A few years ago I had a falling out with someone. We weren't good friends, but we had worked together on some ministry projects. She led most of the projects and I enjoyed working with her. But then I led a project, and she was unhappy with the results. When she told me just how unhappy she was, I was shocked. We shared harsh words. And we've never related in the same way since.
I replayed the situation over and over in my mind. At first anger would well up within me. Then disgust. Then I started to doubt the good interactions we'd had and the advice she'd given me from time to time. I was so upset that I began questioning every interaction we'd ever had. And while I didn't have any real ties to this woman outside these ministry contexts, I couldn't shake the shock of knowing it had all gone so wrong, so fast.
When my anger subsided—much later—I tried to grow from the situation. As I prayed about it, I felt God encouraging me to learn what I could, even if I never fully understood what had happened and why. I talked with others who had served with us, apologizing for how the conflict had affected them and asking for their honest feedback so I could improve. I also talked about the situation with a close friend, knowing she'd tell me the truth, no matter how difficult it was to say. These conversations helped me learn things that I could have done better in the situation and I took those lessons to heart. I worked on forgiving the woman, thanked God for my honest friends and ministry partners, and tried to move on.
And it worked … for a while.
A few months later, a year after our falling out, I saw the woman at a church event. We had our usual cordial greetings, then moved on to talk with other people. I thanked God that day for how he'd grown me through this situation. I was grateful that I no longer felt anger when I saw her. In fact, I was genuinely happy to see her.
A week later, though, everything changed when I received a hurtful letter from her. Even though I'd been learning as a result of our falling out, it appeared she'd only grown angrier. I couldn't believe that the year had been so drastically different for the two of us.
Despite all the work God had done in my life that year, immediately that letter produced fresh anger in me. In fact, it was even worse the second time around! She attacked me personally in the letter, and my mind kept returning to the hurtful things she'd written. Rather than forgiveness, I began thinking negative thoughts: Maybe she isn't worthy of forgiveness. Maybe it's not worth my effort. Worse, though, I became angry with God: Why did I do all that work just to have to do it again? I began to avoid spending time with God because I knew what he'd tell me to do: Forgive her … again.
The Long Road of Forgiveness
One day as I drove home from work, I blurted out what I really wanted to say to God: "How can she say she loves you and claim that she follows you when she writes things like that?" About one second later, I realized how silly that was. I claimed to love him, I claimed to follow him, and yet I still messed up all the time! Even now I was unwilling to forgive this woman—even though God clearly commands us to do so (Colossians 3:13).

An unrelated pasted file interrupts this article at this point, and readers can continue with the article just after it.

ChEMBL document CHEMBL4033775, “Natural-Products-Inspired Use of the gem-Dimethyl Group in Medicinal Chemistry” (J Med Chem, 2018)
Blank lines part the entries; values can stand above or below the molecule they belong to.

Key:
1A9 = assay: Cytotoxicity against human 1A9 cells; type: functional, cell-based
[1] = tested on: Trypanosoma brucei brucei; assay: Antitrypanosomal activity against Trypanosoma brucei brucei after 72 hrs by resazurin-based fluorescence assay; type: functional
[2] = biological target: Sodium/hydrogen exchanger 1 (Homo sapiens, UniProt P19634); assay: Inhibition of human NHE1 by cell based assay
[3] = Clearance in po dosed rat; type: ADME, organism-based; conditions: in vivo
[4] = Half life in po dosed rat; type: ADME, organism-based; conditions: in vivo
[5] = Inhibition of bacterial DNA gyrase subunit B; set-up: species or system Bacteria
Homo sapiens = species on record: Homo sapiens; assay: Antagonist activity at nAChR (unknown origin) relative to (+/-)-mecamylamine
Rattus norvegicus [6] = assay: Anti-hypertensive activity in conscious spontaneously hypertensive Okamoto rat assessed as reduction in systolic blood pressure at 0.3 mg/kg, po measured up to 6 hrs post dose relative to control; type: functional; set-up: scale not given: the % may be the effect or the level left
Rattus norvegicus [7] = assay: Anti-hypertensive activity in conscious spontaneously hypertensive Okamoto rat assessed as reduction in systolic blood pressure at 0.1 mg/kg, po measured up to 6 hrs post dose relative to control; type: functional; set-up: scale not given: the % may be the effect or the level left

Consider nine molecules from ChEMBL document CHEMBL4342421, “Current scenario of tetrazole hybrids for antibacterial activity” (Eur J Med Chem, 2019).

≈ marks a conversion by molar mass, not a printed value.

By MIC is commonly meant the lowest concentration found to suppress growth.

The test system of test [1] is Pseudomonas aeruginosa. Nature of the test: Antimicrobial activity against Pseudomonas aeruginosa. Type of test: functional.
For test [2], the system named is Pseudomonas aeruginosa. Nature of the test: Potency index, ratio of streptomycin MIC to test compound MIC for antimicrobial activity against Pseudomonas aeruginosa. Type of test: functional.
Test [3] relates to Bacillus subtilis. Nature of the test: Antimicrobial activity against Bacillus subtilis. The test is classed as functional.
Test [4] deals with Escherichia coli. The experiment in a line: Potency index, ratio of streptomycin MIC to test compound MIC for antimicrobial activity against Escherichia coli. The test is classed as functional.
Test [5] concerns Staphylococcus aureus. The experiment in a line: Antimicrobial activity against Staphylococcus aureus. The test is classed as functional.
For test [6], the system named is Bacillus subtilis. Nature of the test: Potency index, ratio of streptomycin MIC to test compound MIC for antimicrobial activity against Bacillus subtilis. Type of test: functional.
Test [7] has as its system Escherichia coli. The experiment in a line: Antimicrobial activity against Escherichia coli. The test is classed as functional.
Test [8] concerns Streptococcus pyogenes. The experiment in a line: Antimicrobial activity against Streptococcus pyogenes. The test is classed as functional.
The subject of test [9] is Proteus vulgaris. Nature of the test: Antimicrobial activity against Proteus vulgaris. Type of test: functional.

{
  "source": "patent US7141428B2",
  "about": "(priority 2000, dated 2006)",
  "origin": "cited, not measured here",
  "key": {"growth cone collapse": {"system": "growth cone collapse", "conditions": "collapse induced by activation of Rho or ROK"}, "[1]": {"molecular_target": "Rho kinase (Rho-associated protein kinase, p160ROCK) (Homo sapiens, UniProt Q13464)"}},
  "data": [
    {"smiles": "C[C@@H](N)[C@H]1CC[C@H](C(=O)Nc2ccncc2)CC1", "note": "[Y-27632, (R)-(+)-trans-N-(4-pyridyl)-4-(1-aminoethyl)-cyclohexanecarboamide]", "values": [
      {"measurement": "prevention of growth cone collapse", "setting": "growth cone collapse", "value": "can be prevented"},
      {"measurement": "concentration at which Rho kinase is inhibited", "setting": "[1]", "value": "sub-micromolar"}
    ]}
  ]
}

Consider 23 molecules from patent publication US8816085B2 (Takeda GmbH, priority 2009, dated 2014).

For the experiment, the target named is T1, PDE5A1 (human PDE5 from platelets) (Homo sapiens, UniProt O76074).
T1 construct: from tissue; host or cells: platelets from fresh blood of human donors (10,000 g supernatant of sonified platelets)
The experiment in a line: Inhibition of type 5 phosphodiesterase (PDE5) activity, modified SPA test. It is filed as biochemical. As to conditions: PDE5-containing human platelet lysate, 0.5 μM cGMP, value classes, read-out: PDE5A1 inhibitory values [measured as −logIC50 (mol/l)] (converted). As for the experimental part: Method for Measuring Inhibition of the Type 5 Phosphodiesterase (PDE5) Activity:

I broke down crying in the car. (I can't imagine what the other drivers must have been thinking!) I told God how hurt I was, how painful this fresh wound was, and I committed to forgiving her—but I confessed I could only do it with God's help.
I started to spend my drive home each day working with God on forgiving her. One day as I drove along the road I felt myself resisting, and I realized that what I really wanted was revenge—I wanted to write a letter just as nasty as the one she'd written. I had to surrender that desire, knowing it wasn't the best way.
Another day I confessed that I wanted God to show me what was wrong with her; I wanted to be able to place blame. Instead, God reminded me of a time when I'd been hurtful to a group of my friends. As I reflected on the situation, I realized I'd been acting out of a deep hurt at the time. And then God challenged me: How much hurt do you think this woman has experienced for her to act in this way?
I was dumbfounded. I'd been so focused on how I'd been hurt and how "crazy" she'd been, that I never considered what past experiences might have contributed to her actions. In that moment, I suddenly felt compassion for her. Although I didn't know her well enough to know her past hurts, I did understand how my own past hurts made me do crazy things sometimes. The compassion didn't erase my hurt—it didn't make her letter okay. But it did give me a new perspective.
Forgive (Even When You Can't Forget)
Since then, I've been praying for God to heal her and I've also been praying for my continued healing. I know he's more than able. Though I haven't had any further interactions with her, I hope that when I do I'll be able to enter into it full of compassion.
The hurt still wells up inside me from time to time. It may be sparked when a memory pops into mind, a difficult situation reminds me of what happened, or I run into a mutual acquaintance. Sometimes the hurt comes back when I least expect it. True forgiveness is difficult! It's ongoing work that makes you look long and hard at yourself, and it's certainly not comfortable. But I'm learning to trust God's ways over my own—slowly but surely.
Amy Jackson is associate editor of Christianity Today's SmallGroups.com.